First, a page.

Newswise — DALLAS – Robotic surgery offers significant benefits over laparoscopic procedures for many patients undergoing colectomies for colon cancer, according to a study by UT Southwestern Medical Center.
The findings, published in the World Journal of Surgical Oncology, show that patients undergoing robotic surgery in the vast majority of colectomies – the surgical removal of a portion of the large intestine – experienced shorter hospital stays and lower rates of complications. Additionally, they had more lymph nodes harvested and, as a result, had a more accurate determination of what stage the cancer was in.
They also had fewer conversions to open surgery necessitated by anatomical challenges and fewer instances of postoperative ileus – the inability of the intestine to contract naturally, which can lead to a life-threatening blockage.
“Colorectal cancer is one of the most common types of cancer with more than 150,000 new cases in the U.S. every year,” said study leader Patricio M. Polanco, M.D., Associate Professor of Surgery in the Division of Surgical Oncology and a member of the Harold C. Simmons Comprehensive Cancer Center. He is also Director of UTSW’s Robotic Surgery Training Program and co-Director of the Pancreatic Cancer Program.
“Robotic surgery for colectomies is quickly becoming the preferred approach due to its multiple benefits for the surgeon, which include better 3D visualization and a stable camera, improved dexterity and instrument control, and reduced fatigue and hand tremor,” he said. “Prior to this study, however, there was little real-world evidence demonstrating its efficacy compared to laparoscopic techniques.”
While both laparoscopic and robotic surgery are considered minimally invasive and use small incisions and a camera to view the procedure, there are important differences. Surgeons performing laparoscopy manipulate the tools by hand and use a thin, telescopic rod outfitted with a tiny 2D camera – called a laparoscope – to view the surgical site.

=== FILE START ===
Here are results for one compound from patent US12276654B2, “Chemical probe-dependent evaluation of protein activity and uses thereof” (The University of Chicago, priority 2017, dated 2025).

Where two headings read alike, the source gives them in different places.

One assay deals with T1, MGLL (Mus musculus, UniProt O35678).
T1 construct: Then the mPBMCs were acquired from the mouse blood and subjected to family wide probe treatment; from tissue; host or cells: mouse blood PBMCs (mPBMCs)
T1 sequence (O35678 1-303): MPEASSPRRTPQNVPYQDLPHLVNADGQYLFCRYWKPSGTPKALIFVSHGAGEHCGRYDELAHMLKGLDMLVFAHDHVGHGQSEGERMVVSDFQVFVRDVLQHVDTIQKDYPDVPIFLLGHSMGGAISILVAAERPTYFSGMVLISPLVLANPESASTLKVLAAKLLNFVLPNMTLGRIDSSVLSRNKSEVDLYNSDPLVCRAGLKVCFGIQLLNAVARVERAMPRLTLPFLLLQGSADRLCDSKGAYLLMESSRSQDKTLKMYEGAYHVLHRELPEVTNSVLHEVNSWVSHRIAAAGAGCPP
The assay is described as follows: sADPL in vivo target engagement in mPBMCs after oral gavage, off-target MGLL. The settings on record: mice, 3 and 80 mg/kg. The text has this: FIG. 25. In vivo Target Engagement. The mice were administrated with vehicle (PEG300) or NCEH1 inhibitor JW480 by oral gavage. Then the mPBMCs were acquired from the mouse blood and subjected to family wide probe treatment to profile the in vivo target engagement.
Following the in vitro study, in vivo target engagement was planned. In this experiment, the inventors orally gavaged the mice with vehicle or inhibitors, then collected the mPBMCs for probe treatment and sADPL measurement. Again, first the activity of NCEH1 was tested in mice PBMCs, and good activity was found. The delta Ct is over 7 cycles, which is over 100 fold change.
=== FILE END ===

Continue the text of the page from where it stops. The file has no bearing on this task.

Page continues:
Robotic surgery has a control console that the surgeon uses to maneuver the robotic arms outfitted with surgical tools. This more advanced technology not only creates a higher-quality 3D view of the procedure, but it also offers better precision and range of motion and eliminates any hand tremors from the surgeon.
To compare the outcomes achieved by the two forms of surgery, UTSW researchers conducted a retrospective cohort study using the American College of Surgeons National Surgical Quality Improvement Program database from 2015-2020. A total of 53,209 colectomy cases from across the U.S. were included.
Colorectal procedures were identified by location – right and left colectomies, which comprise the majority of colorectal cancer surgeries, and low anterior resections, which involve the rectum. Textbook outcome was defined as the absence of 30-day complications, readmission, and mortality, and a postoperative length of stay of fewer than five days.
The study found that 71% of the robotic procedures for right colectomies resulted in textbook outcomes compared with 64% for laparoscopic treatments. The results were similar for left colectomies at 75% versus 68%.
Only low anterior resection procedures fared better with laparoscopy, with the study showing that the use of robotic surgery in those cases led to higher rates of postoperative ileus (11.9% versus 10.5%), hospital readmission (10.4% versus 9.1%), and major morbidity (7.1% versus 5.8%), with comparable rates of textbook outcomes (68% versus 67%). While the exact reason for the discrepancy can’t be determined with current data, Dr. Polanco said he believes that these small differences favoring the laparoscopic approach correspond to the higher complexity of rectal resections and surgeons’ longer experience with the procedure.
“The growth in robotic surgery and the alarming increase in colorectal cancer in younger adults are two of the most significant trends we have seen in recent years, both of which highlight the importance of optimizing surgical treatment strategies,” Dr. Polanco said. “These findings are critical because they give us a deeper understanding of the benefits and drawbacks of robotic surgery and can help patients and their surgical teams make informed decisions regarding their treatment.”
The study builds on earlier research at UTSW on the benefits of robotic surgery in the treatment of pancreas and liver cancer. Dr. Polanco’s work is supported by the Eugene P. Frenkel, M.D. Scholar Award from Simmons Cancer Center.
Other UTSW researchers from Surgery who contributed to this study are Herbert J. Zeh III, M.D., Chair and Professor of Surgery; Javier Salgado, M.D., Associate Professor and Section Chief of Colorectal Surgery; Emile Farah, M.D., Postdoctoral Research Fellow; Andres A. Abreu, M.D., Postdoctoral Research Fellow; and Benjamin Rail, B.S. Dr. Zeh holds the Hall and Mary Lucile Shannon Distinguished University Chair in Surgery.